Reconciliation

Two phrases said to me today:

“It must be pretty boring to live somewhere as developed as America.”

“You’re very special for having come back to South Africa instead of going to another country you’d never been to before.”

These were not pointed remarks, just comments made over a meal, but they managed to summarize the debates that have been waging war in my head for the last year or so. Work internationally or domestically? Pursue the same project or try something new? On the one hand, I’m young, I should see as much of the world as I can, but why commit myself to one task or place?

Well, I won’t bother writing here about how well that one worked out, but as I am stuck in this (beautiful) country for another month and a half, I intend to try to work out internally my perceptions of these issues more during my remaining time here.

But the questions are always the same when I meet someone new: How are you finding South Africa? Is this your first time here? 

I never know what to say. I usually say cold (winter in the southern hemisphere), and no, I was here a year ago, which leads to some assumptions on both sides that I have some deep connection to this place.

But I’m asking myself–why South Africa? Pure chance, to be honest. The first time was  complete serendipity, and while I would say this year’s trip here has dissolved into more entropy, I still have the opportunity to evaluate my role here.

I am a Development Studies concentrator, and I am spending my summer in one of the countries I spend a lot of time studying–I can’t even count the number of papers I’ve written about HIV/AIDS in Southern Africa over the past few semesters. But bridging the gap between my Sociology of Development final and the fact that I am actually geographically here is not particularly easy. I am in a rural village in KwaZulu-Natal, a region that I know, factually, has one of the highest HIV prevalence rates in the world, yet this is not what I see. I see some children waving shyly at us when we walk through the town, and I see some who look confused by us. I see the local soccer team practicing on their field, and I see teenage boys walking past with music playing from their cellphones. I see a principal who calls her students lazy, and teachers who welcome us into their classrooms with open arms. I see decentralization, strange migration patterns from rural to urban, families with too little by our standards but maybe enough by their own, and the two people who have died since I was here last year were not touched by HIV but other, more “normal” diseases. I see a few Afrikaners, whites, mainly Zulu tribes. I think I expect poverty to slap me in the face, but really I see mostly just normal people in a context that is completely different than my own.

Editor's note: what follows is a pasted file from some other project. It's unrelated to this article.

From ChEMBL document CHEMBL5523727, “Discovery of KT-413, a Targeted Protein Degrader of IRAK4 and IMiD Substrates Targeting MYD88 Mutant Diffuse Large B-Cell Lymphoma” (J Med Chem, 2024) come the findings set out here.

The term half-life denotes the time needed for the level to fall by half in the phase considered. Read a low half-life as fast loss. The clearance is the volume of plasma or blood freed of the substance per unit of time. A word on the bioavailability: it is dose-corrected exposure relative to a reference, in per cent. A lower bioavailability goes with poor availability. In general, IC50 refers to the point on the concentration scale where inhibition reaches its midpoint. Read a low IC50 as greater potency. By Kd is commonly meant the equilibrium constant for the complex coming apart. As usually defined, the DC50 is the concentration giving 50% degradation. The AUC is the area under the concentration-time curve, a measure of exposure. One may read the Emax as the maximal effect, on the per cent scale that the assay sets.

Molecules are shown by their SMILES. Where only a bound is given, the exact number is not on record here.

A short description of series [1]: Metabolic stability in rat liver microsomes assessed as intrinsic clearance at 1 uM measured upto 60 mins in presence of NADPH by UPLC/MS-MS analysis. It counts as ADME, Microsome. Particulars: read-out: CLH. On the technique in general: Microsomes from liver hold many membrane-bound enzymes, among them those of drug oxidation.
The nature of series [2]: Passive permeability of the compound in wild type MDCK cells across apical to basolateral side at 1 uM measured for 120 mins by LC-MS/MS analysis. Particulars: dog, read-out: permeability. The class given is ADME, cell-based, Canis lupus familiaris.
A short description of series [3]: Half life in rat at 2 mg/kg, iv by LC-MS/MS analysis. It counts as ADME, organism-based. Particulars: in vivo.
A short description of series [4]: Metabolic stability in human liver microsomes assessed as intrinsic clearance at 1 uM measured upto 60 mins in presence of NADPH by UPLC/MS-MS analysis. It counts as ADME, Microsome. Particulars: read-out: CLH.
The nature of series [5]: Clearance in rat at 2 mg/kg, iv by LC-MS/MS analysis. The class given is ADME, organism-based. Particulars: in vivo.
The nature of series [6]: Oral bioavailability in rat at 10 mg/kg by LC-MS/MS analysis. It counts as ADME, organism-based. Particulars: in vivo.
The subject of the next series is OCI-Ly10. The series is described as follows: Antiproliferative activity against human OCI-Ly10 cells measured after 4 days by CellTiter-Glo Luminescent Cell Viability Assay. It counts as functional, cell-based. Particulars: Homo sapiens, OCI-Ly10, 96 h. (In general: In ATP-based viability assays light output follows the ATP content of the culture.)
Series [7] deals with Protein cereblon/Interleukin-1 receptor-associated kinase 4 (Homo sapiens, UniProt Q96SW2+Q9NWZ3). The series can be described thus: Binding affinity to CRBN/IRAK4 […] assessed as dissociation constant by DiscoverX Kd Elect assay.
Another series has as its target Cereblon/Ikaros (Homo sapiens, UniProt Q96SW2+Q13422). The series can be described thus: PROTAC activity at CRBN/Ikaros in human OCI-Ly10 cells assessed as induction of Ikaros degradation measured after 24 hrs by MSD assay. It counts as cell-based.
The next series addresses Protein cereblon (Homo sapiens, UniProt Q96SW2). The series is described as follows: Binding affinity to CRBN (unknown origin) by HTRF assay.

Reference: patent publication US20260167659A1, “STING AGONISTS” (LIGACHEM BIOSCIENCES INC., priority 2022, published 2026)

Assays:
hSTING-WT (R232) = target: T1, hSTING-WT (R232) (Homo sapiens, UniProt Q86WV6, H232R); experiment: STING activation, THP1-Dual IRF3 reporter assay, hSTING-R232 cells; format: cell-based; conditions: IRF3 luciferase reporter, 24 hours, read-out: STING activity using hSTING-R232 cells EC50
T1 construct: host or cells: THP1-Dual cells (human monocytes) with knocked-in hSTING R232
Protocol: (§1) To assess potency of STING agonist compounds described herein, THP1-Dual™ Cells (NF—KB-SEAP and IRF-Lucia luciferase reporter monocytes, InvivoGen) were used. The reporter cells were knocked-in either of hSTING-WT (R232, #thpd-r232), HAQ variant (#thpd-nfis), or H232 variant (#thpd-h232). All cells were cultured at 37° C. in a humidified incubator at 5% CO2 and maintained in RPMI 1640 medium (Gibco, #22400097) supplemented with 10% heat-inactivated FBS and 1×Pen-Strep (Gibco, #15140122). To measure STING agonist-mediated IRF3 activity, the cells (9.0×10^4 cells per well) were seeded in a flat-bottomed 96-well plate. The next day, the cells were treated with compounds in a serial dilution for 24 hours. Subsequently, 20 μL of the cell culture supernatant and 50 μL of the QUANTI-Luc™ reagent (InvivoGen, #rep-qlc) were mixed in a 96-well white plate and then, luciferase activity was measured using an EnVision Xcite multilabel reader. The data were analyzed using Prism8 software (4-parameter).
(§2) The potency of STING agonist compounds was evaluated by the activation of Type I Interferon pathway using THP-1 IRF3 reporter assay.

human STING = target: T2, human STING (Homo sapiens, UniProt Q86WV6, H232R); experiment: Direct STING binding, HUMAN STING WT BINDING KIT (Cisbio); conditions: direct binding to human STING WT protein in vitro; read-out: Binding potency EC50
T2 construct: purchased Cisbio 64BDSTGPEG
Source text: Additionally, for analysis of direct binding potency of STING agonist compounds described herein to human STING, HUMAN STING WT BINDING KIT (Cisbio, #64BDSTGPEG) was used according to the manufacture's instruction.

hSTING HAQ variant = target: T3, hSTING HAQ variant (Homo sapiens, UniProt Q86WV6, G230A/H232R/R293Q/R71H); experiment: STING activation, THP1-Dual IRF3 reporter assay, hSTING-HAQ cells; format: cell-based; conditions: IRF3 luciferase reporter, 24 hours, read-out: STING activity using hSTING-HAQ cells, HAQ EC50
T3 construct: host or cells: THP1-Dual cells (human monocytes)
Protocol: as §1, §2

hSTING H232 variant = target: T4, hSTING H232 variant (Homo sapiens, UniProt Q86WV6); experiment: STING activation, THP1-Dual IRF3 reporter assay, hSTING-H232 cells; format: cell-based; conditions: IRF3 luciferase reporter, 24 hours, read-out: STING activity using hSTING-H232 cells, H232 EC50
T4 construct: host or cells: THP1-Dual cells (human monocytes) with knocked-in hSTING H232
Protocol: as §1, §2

Is this a more valuable experience for me or for the people that I came here to work with? 

South Africa has eleven official languages, a history wrought with war and apartheid, and an unstable government. In my heart, I deeply love this country for its intricacies, beauty, and fascinating history, but I can never belong here–most people who live here by birth have to fight for that title–and reconciling that with my desire to do good is one of the biggest challenges I face.

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